Donald Trump’s lawyers have signaled he won’t agree to a voluntary interview with special counsel Robert Mueller. If Mr. Mueller insists, he will have to subpoena the president. To enforce a subpoena, the special counsel would have to go to court and meet a highly exacting standard, showing what he wants and why he needs it. He would be unlikely to succeed, given that Mr. Trump already has cooperated extensively with the investigation, producing 1.4 million documents and making dozens of White House staffers available for interviews.
The leading precedent is a 1997 opinion, In re Sealed Case, by the U.S. Circuit Court of Appeals for the District of Columbia. The case involved the independent counsel investigation of former Agriculture Secretary Mike Espy, who was accused of receiving unlawful gifts. The independent counsel sought to obtain sensitive documents produced in the course of an internal White House inquiry. These materials involved the preparation of a report to then-President Clinton himself. Although Mr. Clinton had directed that most of the materials be provided, he asserted executive privilege to withhold some items.
At issue in particular was information regarding whether Mr. Clinton should discipline or fire Mr. Espy, who did resign. To justify producing such sensitive materials involving “the exercise of [the president’s] appointment and removal power, a quintessential and non-delegable presidential power,” the court required the independent counsel to demonstrate with “specificity” why he needed the materials and why he could not get them, or equivalent evidence, from another source. (Mr. Espy was acquitted in 1998.)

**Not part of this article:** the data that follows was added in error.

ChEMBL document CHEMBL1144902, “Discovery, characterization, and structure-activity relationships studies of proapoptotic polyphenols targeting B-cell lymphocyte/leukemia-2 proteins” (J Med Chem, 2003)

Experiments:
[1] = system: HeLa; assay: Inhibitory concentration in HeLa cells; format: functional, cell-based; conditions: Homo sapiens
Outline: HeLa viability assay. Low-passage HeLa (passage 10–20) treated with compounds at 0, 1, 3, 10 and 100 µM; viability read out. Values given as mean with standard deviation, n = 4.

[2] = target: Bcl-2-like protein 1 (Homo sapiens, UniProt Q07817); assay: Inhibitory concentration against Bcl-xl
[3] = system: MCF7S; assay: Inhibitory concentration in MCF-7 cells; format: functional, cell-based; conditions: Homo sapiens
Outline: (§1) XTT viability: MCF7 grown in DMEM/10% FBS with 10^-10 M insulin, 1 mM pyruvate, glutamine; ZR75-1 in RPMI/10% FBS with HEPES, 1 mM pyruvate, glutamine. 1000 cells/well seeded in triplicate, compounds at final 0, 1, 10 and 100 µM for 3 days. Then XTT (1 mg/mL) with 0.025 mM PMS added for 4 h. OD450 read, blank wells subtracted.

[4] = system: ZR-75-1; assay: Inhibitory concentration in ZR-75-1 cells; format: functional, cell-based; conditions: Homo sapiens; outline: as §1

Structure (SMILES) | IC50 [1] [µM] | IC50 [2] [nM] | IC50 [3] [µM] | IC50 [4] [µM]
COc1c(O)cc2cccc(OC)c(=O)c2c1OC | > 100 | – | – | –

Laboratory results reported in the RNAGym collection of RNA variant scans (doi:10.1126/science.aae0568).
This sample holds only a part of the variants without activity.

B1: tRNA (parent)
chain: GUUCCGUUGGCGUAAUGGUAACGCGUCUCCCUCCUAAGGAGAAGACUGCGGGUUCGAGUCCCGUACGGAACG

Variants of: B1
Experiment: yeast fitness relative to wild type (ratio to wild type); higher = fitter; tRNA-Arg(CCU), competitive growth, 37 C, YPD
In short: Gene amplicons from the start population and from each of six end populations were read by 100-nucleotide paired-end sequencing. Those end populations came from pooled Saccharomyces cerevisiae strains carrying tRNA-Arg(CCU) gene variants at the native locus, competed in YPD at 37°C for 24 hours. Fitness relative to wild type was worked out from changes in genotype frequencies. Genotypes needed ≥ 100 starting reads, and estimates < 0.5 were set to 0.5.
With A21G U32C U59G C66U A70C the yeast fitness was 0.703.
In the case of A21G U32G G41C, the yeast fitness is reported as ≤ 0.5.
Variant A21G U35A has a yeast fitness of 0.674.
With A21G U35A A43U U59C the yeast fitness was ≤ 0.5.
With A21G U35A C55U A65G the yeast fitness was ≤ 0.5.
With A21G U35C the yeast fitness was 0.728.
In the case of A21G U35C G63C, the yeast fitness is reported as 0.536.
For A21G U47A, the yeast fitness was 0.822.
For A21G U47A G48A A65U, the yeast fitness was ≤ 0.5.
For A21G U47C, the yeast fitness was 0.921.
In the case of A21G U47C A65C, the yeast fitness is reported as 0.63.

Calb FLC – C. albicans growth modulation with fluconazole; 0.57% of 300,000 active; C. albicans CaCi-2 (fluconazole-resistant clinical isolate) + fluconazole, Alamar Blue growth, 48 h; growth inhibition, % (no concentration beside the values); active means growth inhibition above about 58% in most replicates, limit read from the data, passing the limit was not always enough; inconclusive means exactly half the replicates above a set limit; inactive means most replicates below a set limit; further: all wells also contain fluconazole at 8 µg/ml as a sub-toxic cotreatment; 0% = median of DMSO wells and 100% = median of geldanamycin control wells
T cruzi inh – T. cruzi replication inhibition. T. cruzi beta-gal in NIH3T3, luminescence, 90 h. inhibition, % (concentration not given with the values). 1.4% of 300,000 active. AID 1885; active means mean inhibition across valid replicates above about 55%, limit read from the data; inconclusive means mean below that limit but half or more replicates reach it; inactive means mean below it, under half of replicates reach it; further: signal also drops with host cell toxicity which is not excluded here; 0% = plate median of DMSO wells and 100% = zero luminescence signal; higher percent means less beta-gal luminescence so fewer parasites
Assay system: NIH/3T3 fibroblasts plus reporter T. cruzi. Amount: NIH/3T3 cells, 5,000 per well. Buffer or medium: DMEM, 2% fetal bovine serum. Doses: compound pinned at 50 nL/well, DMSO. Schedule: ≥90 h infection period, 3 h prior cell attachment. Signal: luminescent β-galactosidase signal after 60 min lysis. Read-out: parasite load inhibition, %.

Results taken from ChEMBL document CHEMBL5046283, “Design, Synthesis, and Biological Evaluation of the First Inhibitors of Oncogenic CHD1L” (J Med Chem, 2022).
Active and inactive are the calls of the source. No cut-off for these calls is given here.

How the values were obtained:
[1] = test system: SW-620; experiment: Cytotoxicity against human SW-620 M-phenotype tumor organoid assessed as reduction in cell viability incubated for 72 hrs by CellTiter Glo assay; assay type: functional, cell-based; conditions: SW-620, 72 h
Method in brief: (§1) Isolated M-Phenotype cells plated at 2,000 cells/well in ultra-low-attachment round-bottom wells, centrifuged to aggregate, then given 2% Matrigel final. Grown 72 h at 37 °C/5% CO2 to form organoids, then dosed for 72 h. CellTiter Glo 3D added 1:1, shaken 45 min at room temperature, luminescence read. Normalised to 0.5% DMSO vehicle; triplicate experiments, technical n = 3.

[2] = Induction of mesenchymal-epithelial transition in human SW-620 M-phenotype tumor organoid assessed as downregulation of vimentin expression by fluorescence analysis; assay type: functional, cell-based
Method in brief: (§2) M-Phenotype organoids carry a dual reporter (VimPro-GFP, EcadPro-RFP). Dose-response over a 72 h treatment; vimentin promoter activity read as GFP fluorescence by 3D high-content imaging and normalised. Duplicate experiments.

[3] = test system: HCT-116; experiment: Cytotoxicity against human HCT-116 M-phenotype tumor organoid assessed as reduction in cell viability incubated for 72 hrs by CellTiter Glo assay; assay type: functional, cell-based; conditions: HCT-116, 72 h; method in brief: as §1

Mr. Mueller’s initial charge was to investigate Russian interference in the 2016 presidential election and possible collusion between the Trump campaign and the Russian government. But his investigation has expanded to cover whether Mr. Trump has obstructed justice. The president’s critics say his obstructive acts include urging then-FBI Director James Comey to “go easy” on former national security adviser Mike Flynn, subsequently firing Mr. Comey, and his public criticism of Mr. Mueller, Attorney General Jeff Sessions and Deputy Attorney General Rod Rosenstein.